Gurmeet Bindra: gkbindra@ucalgary.ca
    Phone: 403-210-7013 or 403-399-9790
     
    Hamilton Contact  
    McMaster University:
    Melanie Wolfe: wolfe@hhsc.ca

  • The Family Health Lab at University of Saskatchewan is currently conducting an online study looking at the relationship between emotions and IBD-related symptoms in teens with IBD.

    Who is eligible?
    Teens ages 14-18 who have been diagnosed with Ulcerative Colitis or Crohn's Disease who has a parent who will provide consent for the teen to participate.

    Contact: Lana McAleer
    Email: lmm249@mail.usask.ca
    Phone: 306-966-5616

    Teens and parents able to participate are eligible to enter a drawn for 1 of 3 $50 gift cards
  • The Queen’s University Health Psychology research team is seeking individuals diagnosed with Inflammatory Bowel Disease to participate in an ethically cleared online study examining how both positive and negative variables may impact your quality of life. The study involves completing an online survey, and if you consent, it can be followed by 2 repeats of the survey one month apart (this is important to look at how things may change over time for you). You would complete all surveys over the course of 8 weeks.

    Who is eligible? 
    Must be at least 18 years of age and fluent in English.

    To learn more about this study, please click on the following link: https://queensu.qualtrics.com/jfe/form/SV_3pIS7RTmjQRIeq1.

  • The Pedi FETCh Research Trial (Pediatric Fecal Transplant for Ulcerative Colitis) is the first pediatric fecal transplant study for inflammatory bowel disease in Canada, and will be the first randomized controlled trial of fecal transplant in pediatric inflammatory bowel disease in the world. The trial is being lead by Dr. Nikhil Pai, and supported by the Division of Pediatric Gastroenterology and Nutrition at McMaster Children’s Hospital. Study collaborators include Dr. Christine Lee (Division of Infectious Disease at St. Joseph’s Hospital in Hamilton), and Paul Moayyedi (Division of Adult Gastroenterology at McMaster University), with support from the Farncombe Digestive Disease Research Institute at McMaster University.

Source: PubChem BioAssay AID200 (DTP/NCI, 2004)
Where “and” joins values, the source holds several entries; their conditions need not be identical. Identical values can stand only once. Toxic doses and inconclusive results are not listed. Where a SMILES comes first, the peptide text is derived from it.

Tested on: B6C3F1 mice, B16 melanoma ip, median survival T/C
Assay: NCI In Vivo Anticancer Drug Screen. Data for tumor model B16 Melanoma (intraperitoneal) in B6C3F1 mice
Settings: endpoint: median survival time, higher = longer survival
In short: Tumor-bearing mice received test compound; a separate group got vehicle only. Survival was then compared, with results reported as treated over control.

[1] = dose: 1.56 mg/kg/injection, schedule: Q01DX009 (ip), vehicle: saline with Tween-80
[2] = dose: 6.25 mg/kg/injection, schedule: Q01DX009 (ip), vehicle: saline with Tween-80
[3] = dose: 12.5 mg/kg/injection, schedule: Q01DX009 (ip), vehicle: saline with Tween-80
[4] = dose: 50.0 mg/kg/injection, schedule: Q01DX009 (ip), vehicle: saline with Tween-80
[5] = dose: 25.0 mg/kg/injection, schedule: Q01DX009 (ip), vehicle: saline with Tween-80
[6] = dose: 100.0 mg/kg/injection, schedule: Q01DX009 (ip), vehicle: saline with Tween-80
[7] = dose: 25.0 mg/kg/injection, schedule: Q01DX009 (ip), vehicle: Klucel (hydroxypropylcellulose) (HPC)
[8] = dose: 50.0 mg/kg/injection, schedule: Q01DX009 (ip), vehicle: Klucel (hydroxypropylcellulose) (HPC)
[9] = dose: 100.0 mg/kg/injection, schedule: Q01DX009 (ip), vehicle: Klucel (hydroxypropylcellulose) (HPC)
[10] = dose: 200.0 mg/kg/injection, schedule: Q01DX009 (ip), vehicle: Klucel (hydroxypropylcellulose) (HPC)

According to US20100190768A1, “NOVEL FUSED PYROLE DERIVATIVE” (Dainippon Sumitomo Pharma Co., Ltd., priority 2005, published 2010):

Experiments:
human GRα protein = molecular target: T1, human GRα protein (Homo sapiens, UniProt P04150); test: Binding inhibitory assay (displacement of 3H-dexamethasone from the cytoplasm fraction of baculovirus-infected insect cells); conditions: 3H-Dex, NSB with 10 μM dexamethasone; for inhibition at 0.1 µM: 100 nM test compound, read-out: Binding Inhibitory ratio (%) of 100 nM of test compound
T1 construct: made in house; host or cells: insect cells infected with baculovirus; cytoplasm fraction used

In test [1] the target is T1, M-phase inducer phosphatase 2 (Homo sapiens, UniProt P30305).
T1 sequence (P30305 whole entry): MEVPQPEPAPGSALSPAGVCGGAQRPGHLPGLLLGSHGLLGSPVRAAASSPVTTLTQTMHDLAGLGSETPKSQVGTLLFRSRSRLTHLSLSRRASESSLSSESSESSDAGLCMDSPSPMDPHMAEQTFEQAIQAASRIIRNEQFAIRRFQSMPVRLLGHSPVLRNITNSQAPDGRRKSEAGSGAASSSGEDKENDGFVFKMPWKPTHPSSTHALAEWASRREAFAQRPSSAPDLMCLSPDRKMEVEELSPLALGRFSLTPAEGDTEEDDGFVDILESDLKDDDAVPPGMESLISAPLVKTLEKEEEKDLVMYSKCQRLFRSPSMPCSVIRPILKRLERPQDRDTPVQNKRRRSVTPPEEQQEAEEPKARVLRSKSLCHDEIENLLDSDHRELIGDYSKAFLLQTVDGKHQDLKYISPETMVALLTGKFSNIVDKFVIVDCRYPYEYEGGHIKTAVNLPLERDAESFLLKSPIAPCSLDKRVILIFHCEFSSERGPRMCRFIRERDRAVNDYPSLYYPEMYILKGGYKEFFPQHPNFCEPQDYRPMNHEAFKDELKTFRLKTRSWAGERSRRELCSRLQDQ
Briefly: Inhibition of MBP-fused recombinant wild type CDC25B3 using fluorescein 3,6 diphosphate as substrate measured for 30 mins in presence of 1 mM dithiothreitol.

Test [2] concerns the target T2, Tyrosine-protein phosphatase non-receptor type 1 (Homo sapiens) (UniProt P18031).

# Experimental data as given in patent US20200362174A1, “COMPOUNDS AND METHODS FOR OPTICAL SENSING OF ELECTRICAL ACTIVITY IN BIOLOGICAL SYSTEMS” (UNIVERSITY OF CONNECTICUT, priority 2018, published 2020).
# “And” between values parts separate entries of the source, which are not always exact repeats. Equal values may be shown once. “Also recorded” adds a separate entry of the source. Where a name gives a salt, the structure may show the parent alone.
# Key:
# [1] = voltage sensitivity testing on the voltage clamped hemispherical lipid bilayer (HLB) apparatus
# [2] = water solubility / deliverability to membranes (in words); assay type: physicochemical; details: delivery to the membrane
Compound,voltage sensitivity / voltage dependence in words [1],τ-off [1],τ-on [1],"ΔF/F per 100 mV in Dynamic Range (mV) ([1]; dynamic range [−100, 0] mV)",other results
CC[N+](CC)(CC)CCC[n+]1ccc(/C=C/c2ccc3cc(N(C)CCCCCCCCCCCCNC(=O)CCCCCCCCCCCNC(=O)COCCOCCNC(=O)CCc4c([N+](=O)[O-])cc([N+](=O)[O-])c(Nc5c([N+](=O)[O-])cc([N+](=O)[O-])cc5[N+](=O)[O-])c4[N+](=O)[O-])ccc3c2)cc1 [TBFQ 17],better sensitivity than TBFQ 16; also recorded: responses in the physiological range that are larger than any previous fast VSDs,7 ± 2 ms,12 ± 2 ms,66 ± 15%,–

Site Investigators: Dr. N. Pai

    Contact: Jelena Popov, Research Coordinator
    Email: Jolene Popov at popovj2@mcmaster.ca / Dr. Nikhil Pai at pain@mcmaster.ca
    Phone: 905.521.2100, ext. 75637
    Website: https://fhs.mcmaster.ca/pediatrics/pedifetch_contactus.html

You may also search for clinical trials through the following sites:

Disclaimer
Crohn’s and Colitis Canada is an independent, voluntary health agency and does not approve, endorse or recommend any specific product or therapy but provides information to assist individuals in making their own decisions.

  • Canada has among the highest incidence rates of Crohn's and colitis in the world.
  • 1 in 140 Canadians lives with Crohn’s or colitis.
  • Families new to Canada are developing these diseases for the first time.
  • Incidence of Crohn’s in Canadian kids under 10 has doubled since 1995.
  • People are most commonly diagnosed before age 30.